increasing employment on average by 13.6% ~ 111.5 new jobs

•

increasing Gross Value Added (GVA) on average by 19.4%

Most of this has been achieved by the integrated approach of research that leads to understanding why SMEs operate as they do and added value comes through translating this research into accessible and applicable tools for SMEs. Most of what we do challenges business leaders to: •

think broadly, how the wider context impacts the way they operate 9


think critically, how to appraise and analyse situations

think differently, how to challenge established patterns

think responsively, how to take a proactive stance

The following quotes from participants highlight the direct vale created •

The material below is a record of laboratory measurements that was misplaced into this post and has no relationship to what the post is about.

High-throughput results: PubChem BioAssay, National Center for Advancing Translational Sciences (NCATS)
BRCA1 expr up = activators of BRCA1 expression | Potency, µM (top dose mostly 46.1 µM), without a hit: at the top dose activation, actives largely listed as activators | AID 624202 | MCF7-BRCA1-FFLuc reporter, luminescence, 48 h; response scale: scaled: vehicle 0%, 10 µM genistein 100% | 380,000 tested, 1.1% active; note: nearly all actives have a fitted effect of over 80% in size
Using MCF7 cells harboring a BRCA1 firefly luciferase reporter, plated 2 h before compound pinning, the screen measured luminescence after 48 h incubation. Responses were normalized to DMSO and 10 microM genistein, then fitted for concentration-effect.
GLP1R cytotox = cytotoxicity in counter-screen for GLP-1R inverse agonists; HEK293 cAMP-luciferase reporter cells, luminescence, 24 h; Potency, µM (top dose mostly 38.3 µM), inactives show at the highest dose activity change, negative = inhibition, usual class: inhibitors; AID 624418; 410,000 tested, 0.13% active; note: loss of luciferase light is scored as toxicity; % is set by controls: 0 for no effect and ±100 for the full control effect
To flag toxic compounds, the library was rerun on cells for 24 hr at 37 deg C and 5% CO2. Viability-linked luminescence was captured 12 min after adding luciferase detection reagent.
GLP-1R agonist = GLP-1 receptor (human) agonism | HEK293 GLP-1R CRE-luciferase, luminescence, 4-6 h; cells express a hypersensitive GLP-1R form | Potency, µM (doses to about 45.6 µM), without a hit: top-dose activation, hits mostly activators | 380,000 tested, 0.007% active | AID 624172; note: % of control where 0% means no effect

“In my anus horibulus it is quite extraordinary that I have such a degree of optimism and hope”

“The programme has been a continued source of positivity in our lives, it has encouraged us to do the things we have wanted to do for years”

“The programme has given me the tools and the energy to use them”

“The concepts really impacted our thinking and helped us to have the right conversations with customers, suppliers and employees”

“I felt in charge of my own process”

“It helped us to refocus our roles and build confidence

av. increase in sales of 18.8% ~ £2.8m through new sales/contracts

DR Raby ended by pointing out that If we had responded solely to the impact agenda over the past 6 years we would not be standing in front of the audience today presenting the value that we have generated. Dr Gilman explained that CECG had already begun the expansion process within the UK, Eire and South East Asia but would like to explore the options for taking this forward. How can we, together, take this forward? Participants were then invited to ask questions which fell into the following themes: • • •